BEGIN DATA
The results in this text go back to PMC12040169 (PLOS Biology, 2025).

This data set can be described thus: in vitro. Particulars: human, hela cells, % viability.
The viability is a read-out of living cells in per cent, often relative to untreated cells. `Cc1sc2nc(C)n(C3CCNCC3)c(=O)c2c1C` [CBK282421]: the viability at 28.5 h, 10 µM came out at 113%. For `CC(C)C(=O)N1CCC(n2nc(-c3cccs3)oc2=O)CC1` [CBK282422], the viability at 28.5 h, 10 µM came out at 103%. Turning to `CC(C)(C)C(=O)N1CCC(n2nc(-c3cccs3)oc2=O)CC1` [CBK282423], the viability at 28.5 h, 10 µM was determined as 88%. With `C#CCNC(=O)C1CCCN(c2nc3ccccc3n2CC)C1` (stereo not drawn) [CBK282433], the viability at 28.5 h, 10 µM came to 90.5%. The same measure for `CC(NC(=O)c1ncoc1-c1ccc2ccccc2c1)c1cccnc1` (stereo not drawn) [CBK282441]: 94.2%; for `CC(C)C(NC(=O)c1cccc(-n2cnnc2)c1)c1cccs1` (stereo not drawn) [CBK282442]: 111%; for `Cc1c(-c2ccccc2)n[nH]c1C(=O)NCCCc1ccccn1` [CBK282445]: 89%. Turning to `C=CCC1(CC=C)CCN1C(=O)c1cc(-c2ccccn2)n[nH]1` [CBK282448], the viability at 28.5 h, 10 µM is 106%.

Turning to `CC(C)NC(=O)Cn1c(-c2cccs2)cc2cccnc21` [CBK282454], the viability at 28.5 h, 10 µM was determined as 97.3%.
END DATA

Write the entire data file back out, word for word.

The results in this text go back to PMC12040169 (PLOS Biology, 2025).

This data set can be described thus: in vitro. Particulars: human, hela cells, % viability.
The viability is a read-out of living cells in per cent, often relative to untreated cells. `Cc1sc2nc(C)n(C3CCNCC3)c(=O)c2c1C` [CBK282421]: the viability at 28.5 h, 10 µM came out at 113%. For `CC(C)C(=O)N1CCC(n2nc(-c3cccs3)oc2=O)CC1` [CBK282422], the viability at 28.5 h, 10 µM came out at 103%. Turning to `CC(C)(C)C(=O)N1CCC(n2nc(-c3cccs3)oc2=O)CC1` [CBK282423], the viability at 28.5 h, 10 µM was determined as 88%. With `C#CCNC(=O)C1CCCN(c2nc3ccccc3n2CC)C1` (stereo not drawn) [CBK282433], the viability at 28.5 h, 10 µM came to 90.5%. The same measure for `CC(NC(=O)c1ncoc1-c1ccc2ccccc2c1)c1cccnc1` (stereo not drawn) [CBK282441]: 94.2%; for `CC(C)C(NC(=O)c1cccc(-n2cnnc2)c1)c1cccs1` (stereo not drawn) [CBK282442]: 111%; for `Cc1c(-c2ccccc2)n[nH]c1C(=O)NCCCc1ccccn1` [CBK282445]: 89%. Turning to `C=CCC1(CC=C)CCN1C(=O)c1cc(-c2ccccn2)n[nH]1` [CBK282448], the viability at 28.5 h, 10 µM is 106%.

Turning to `CC(C)NC(=O)Cn1c(-c2cccs2)cc2cccnc21` [CBK282454], the viability at 28.5 h, 10 µM was determined as 97.3%.